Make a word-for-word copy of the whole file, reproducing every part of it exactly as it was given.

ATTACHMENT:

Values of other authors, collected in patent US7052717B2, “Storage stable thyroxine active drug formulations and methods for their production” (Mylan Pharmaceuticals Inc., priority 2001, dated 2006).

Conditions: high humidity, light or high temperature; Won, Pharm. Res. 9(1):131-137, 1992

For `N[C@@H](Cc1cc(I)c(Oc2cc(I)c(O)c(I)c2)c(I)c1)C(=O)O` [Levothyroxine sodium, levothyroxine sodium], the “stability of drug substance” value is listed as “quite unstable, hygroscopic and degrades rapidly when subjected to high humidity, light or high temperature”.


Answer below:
Values of other authors, collected in patent US7052717B2, “Storage stable thyroxine active drug formulations and methods for their production” (Mylan Pharmaceuticals Inc., priority 2001, dated 2006).

Conditions: high humidity, light or high temperature; Won, Pharm. Res. 9(1):131-137, 1992

For `N[C@@H](Cc1cc(I)c(Oc2cc(I)c(O)c(I)c2)c(I)c1)C(=O)O` [Levothyroxine sodium, levothyroxine sodium], the “stability of drug substance” value is listed as “quite unstable, hygroscopic and degrades rapidly when subjected to high humidity, light or high temperature”.